But if you need a brief sanity check, pick up a history book. Lies, hypocrisy and cowardice have been part of the political establishment since the political establishment was established.

And consider that deep hatred of government action in times of crisis is also relatively ancient. I'm thinking of my mother-in-law's uncle, who in 1932 vowed never to shave while Roosevelt was in office. Thirteen years later, with the Depression and fascism overcome, he had kept his word, and still would only sputteringly refer to FDR as "that man."

And yet, progress is made. Sometimes. Maybe it will be this time, too.

I respect you for giving a damn, Don. I wish more people did. Also, I would be interested in chicken-grilling tips. We're having drumsticks tomorrow.”

Sage advice, and certainly advice worth crediting if they will allow me to do so.

I have resolved to leave the up-at-night portion of my concern over health care reform in last week.  That will involve some internet discipline, some calm in the face of the knowledge there is someone out there right now writing something, somewhere on the Internet so egregiously fool headed it merits traffic accident-style rubbernecking.  But that’s okay, I don’t need to read it.  There was a huge motor sport event this weekend, consuming the interest of tens of millions of people world–wide.  I have no idea what it was called.  I am sure there are message boards full of ignorance and hate and fear dealing with that motor sport event.  They would be interesting to read, but I won’t, and it won’t bother me.  I need to spread that around a bit.


I am afraid I am late in giving back after receiving such good advice, drumstick night was last night.  I don’t have any specific tips for drumsticks anyway, besides “do not, due to fear of Plague, pre-boil them to a mushy mess before grilling,” but I think that advice may only apply to my mother.   I have learned a few things about modding a Brinkman smoker, which I am trying to cobble together into a little How-To page.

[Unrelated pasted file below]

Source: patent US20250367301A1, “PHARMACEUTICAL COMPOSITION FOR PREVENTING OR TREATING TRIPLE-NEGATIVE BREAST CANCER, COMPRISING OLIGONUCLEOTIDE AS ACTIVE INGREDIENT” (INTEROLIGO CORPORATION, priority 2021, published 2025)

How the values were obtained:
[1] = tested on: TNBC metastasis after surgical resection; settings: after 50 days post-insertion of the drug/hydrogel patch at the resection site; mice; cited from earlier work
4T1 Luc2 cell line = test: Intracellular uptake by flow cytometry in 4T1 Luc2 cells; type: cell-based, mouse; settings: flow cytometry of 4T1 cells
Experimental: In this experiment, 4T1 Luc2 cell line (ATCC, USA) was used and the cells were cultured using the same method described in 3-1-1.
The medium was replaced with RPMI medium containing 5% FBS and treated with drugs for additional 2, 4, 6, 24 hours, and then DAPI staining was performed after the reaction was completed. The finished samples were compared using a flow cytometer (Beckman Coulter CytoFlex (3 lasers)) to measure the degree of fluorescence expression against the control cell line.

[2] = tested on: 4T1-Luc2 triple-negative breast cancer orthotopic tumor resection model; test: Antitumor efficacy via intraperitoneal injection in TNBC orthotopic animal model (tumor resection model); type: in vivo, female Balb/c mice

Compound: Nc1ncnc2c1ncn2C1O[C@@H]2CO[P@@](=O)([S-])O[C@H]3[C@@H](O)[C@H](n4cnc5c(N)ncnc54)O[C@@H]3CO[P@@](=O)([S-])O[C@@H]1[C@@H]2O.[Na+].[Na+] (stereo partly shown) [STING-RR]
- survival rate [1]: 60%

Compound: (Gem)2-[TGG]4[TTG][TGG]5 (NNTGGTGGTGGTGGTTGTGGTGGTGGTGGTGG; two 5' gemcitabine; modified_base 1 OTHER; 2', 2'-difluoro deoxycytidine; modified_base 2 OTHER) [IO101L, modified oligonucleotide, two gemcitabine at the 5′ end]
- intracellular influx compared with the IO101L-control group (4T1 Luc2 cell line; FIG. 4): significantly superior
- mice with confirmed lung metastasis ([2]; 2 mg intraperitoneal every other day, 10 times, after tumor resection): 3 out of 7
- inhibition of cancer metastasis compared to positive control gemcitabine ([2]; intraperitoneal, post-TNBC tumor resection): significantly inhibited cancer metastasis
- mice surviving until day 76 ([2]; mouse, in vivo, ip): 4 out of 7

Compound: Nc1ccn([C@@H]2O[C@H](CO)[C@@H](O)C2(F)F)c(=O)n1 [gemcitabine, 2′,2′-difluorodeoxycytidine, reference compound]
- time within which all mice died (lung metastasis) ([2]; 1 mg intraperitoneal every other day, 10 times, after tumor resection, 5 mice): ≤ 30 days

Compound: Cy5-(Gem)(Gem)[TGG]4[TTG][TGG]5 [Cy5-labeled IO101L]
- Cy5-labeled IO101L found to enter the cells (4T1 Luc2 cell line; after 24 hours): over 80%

My barbeque tips, such as they are:

  • If you are not grilling, but smoking or BBQing with indirect heat., buy an electronic thermometer with two probes.  I wasted extra money on one with a separate wireless display/alarm.  Sadly, the “wireless” range is well within the limits of my “I can see the readout on the actual goddamned unit from here” range.  One probe goes in the meat, the other is placed next to the meat to get the ambient temp. in the cooking area (which can be the top of your closed Weber).  The meat thermometer is self-descriptive, the ambient thermometer allows you the opportunity to see and correct charcoal intensity disasters in their early stages.
  • Cherry makes a great wood to toss in there for smoking.  If you know a local furniture or cabinet maker, they have a garbage pail full of hardwood scraps.  Try some.  They are also a mellow and friendly lot who spend a lot of time alone and enjoy visitors.
  • Try clams.  Super easy.  I use the cornstarch-in-the-pail method to get the sand out, then clean them.  Then I put them on the top rack and throw some cherry woodchips on the charcoal for smoke.  When they open, take them off.  I like to let them smoke in there for a minute or so after they open. Be careful when you take them off to keep them level so as not to lose the juice in the bottom of the shell. Have not had better clams.
  • Try this recipe for Beer Can Chicken.  It is the only one I’ve used, but it was amazing.  Personally, the next time we make the rub I will back off a little on the Cayenne and Rosemary.  The rub is delicious, but I thought it overpowered the chicken a bit.  I used Porkslap beer.


Most Life Changing Advice of the Year

I have probably already bent your ear with this, but the most life changing advice I have received all year came from our New Age-y Vet at Hope Vet.  Henry had to go on some medication and change his diet, which led to….difficulties.  She recommended a couple spoonfuls of canned pumpkin in each bowl of food and that has brought thing back to normal.  Living in a city where you pick up each deposit by hand, in public, that advice was important.